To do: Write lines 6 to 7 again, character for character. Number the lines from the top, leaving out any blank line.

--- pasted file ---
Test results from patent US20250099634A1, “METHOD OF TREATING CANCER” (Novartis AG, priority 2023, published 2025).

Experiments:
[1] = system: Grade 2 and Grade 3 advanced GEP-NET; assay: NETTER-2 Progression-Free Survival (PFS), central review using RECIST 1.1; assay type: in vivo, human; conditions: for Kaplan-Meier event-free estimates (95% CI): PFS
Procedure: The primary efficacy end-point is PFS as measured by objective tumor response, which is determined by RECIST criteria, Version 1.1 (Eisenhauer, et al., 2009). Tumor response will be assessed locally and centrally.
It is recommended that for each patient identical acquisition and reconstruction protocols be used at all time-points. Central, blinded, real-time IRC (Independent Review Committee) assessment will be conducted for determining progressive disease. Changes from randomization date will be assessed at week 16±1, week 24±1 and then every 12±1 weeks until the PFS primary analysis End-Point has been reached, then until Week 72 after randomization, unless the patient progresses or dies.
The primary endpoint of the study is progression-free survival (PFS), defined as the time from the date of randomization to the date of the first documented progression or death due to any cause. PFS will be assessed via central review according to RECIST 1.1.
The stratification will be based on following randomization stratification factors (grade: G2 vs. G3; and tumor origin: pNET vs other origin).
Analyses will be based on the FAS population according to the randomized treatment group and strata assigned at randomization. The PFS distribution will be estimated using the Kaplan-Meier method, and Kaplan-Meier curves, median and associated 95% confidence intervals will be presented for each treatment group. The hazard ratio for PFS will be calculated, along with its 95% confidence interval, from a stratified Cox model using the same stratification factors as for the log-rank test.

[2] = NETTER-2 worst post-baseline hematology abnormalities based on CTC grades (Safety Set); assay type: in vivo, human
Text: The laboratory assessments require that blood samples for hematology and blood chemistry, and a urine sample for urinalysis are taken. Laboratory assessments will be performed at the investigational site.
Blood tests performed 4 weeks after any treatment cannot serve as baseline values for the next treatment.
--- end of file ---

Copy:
The primary endpoint of the study is progression-free survival (PFS), defined as the time from the date of randomization to the date of the first documented progression or death due to any cause. PFS will be assessed via central review according to RECIST 1.1.
The stratification will be based on following randomization stratification factors (grade: G2 vs. G3; and tumor origin: pNET vs other origin).